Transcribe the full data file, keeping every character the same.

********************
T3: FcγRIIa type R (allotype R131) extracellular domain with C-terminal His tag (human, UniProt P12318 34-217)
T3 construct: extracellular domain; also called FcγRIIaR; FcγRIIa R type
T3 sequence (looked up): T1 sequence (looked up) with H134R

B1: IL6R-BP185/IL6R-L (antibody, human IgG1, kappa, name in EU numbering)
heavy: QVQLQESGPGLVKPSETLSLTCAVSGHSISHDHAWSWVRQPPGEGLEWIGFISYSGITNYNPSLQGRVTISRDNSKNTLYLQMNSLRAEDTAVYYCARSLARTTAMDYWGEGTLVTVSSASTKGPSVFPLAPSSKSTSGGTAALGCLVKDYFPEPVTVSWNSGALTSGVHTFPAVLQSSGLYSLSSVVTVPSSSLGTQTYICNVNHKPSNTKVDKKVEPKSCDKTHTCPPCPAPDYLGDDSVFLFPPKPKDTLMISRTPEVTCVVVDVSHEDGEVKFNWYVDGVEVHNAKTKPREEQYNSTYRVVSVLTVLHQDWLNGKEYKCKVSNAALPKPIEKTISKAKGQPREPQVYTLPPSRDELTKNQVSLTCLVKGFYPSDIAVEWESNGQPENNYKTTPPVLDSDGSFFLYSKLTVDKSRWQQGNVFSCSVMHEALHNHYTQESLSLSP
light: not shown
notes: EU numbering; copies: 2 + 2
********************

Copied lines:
T3: FcγRIIa type R (allotype R131) extracellular domain with C-terminal His tag (human, UniProt P12318 34-217)
T3 construct: extracellular domain; also called FcγRIIaR; FcγRIIa R type
T3 sequence (looked up): T1 sequence (looked up) with H134R

B1: IL6R-BP185/IL6R-L (antibody, human IgG1, kappa, name in EU numbering)
heavy: QVQLQESGPGLVKPSETLSLTCAVSGHSISHDHAWSWVRQPPGEGLEWIGFISYSGITNYNPSLQGRVTISRDNSKNTLYLQMNSLRAEDTAVYYCARSLARTTAMDYWGEGTLVTVSSASTKGPSVFPLAPSSKSTSGGTAALGCLVKDYFPEPVTVSWNSGALTSGVHTFPAVLQSSGLYSLSSVVTVPSSSLGTQTYICNVNHKPSNTKVDKKVEPKSCDKTHTCPPCPAPDYLGDDSVFLFPPKPKDTLMISRTPEVTCVVVDVSHEDGEVKFNWYVDGVEVHNAKTKPREEQYNSTYRVVSVLTVLHQDWLNGKEYKCKVSNAALPKPIEKTISKAKGQPREPQVYTLPPSRDELTKNQVSLTCLVKGFYPSDIAVEWESNGQPENNYKTTPPVLDSDGSFFLYSKLTVDKSRWQQGNVFSCSVMHEALHNHYTQESLSLSP
light: not shown
notes: EU numbering; copies: 2 + 2